Temple: Proposed football stadium won’t jam traffic or create parking problems

Temple University’s renewed push to build a $126 million, 35,000-seat football stadium next to its North Philadelphia campus has inspired an all-out blitz of defensive measures aimed at stopping the Owls cold in their tracks.

Among the many complaints aimed at sacking Temple’s stadium: Traffic. Temple plans to close 15th Street along the two blocks between Norris Street and Montgomery Avenue to build the stadium, and opponents have argued that would clog streets throughout the area, even outside of game days.

But according to Dozie Ibeh, associate vice president of Temple’s project delivery group, neighbors shouldn’t worry about traffic encroachment in the surrounding residential neighborhood and fans parking on side streets. “We don’t anticipate that to be the case at all,” said Ibeh, citing a traffic study conducted by the university, which has not yet been publicly released.

Temple’s traffic engineers counted cars on 15th Street during its heaviest congestion, Ibeh said and tallied a peak of 310 cars per hour passing through the proposed closure area. That traffic would be redirected to Broad Street, which sees around 3,000 cars per hour during its heaviest traffic. Another 300 vehicles would have negligible impact, said Ibeh, because “we know that Broad Street can go up north of 5,000 cars per hour in the area.”

Stadium opposition leader Reverend William B. Moore of Tenth Memorial Baptist Church said Temple’s assurances could not withstand further review. “That argument really does not square with anything that is reasonable to what is going on in this city and certainly with what is going on in the neighborhood,” said Moore. “Already neighbors are complaining when they have games at the Liacouras Center — they do have a problem with parking and traffic.”

The Liacouras Center, Temple’s basketball arena located on the southwestern corner of Montgomery Avenue and Broad Street, holds 10,200 — less than a third of proposed football stadium’s 35,000 seats. Still, Ibeh insisted that Temple would be able to handle the influx of football fans on game days.

Temple expects around 12,500 spectators will take SEPTA to the game, whether by bus, the Broad Street Subway, or Regional Rail. Temple also expects the students it currently buses down to Lincoln Financial Field, where the Owls currently play their home games, to walk. According to Ibeh, that’s another 10,000. The remaining 12,500 will drive, but Ibeh said Temple has enough parking for all of them.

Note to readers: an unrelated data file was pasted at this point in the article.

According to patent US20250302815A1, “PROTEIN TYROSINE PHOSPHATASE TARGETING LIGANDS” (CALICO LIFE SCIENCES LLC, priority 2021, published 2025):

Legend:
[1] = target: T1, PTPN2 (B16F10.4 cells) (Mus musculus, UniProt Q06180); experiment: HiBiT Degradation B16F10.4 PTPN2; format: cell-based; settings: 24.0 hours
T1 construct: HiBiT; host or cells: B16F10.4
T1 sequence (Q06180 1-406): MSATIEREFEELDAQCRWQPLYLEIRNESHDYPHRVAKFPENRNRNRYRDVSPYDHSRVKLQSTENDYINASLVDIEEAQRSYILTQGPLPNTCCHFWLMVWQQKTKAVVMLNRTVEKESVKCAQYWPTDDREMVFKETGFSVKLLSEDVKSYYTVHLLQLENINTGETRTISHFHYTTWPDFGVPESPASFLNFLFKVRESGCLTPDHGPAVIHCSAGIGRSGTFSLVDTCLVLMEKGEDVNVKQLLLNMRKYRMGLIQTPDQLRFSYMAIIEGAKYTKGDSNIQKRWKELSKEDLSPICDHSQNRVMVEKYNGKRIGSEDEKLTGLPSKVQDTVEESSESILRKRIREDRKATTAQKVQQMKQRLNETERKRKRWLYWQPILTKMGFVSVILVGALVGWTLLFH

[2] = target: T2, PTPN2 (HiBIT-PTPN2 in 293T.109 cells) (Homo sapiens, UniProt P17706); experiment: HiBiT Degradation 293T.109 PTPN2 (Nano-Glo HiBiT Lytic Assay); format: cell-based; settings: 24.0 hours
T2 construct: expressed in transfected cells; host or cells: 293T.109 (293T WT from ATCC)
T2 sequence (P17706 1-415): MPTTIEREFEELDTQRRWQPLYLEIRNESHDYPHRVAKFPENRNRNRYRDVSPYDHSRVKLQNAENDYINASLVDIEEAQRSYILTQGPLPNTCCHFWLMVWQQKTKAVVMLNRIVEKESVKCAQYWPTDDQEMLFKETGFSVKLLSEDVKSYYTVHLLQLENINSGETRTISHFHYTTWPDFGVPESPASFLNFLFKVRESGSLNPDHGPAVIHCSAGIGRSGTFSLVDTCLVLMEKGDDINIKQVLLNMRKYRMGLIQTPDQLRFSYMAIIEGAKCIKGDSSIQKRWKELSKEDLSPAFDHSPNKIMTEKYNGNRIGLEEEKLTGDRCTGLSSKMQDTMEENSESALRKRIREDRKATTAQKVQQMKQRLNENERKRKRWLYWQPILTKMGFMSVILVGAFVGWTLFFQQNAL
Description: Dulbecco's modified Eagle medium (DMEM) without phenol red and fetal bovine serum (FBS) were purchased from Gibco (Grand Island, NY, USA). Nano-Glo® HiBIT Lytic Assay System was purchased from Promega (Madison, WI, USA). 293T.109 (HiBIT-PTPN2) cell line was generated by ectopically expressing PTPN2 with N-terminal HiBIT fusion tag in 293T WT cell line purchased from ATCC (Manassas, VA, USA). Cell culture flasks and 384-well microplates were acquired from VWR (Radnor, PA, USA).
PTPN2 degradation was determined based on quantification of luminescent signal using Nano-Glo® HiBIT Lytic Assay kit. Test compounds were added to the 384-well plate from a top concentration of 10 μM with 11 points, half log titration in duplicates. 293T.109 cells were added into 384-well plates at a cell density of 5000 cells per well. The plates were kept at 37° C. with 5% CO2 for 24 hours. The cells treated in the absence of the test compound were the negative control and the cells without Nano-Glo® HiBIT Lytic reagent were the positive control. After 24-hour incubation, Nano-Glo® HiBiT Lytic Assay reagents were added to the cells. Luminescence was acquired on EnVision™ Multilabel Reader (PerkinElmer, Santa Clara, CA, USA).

Assuming an average of 2.5 to 3 fans per car means Temple would need around 4,200-5,000 parking spots for games, Ibeh said. Right now, Temple has 5,294 on-campus spots, not counting private parking lots nearby. And, Ibeh added, the university would work with the city to discourage fans from parking on- street in the nearby neighborhood, saying Temple would look into linking game tickets with parking passes. “That’s absolutely what we don’t want — any parking in the neighborhood — and it’s something we’re going to strictly enforce.”

Moore was unswayed. “I think that really what temple is doing now is just symptomatic of what they’ve been doing the last 40 years: disrespecting the neighborhood.”

The plan requires City Council’s approval to close 15th Street. On Monday, Council President Darrell Clarke, who represents the area, said he would oppose the stadium so long as local residents did. Thanks to councilmanic prerogative, whereby City Council defers to the local council member on most matters directly affecting their district, it will be virtually impossible for Temple to advance the plan without Clarke’s support. “The project is only feasible if we close 15th Street, because it runs right down the center of the stadium,” said Ibeh. “So, that’s a prerequisite.”

Temple owns the site on the western side of Broad Street, which currently holds two multi-use outdoor turf fields on the westside of 15th, and tennis courts and a gym facility on the eastside. Most of Temple’s campus sits east of Broad Street, but the residential neighborhoods just west have seen a large influx of students moving into off-campus apartments built specifically for college kids.

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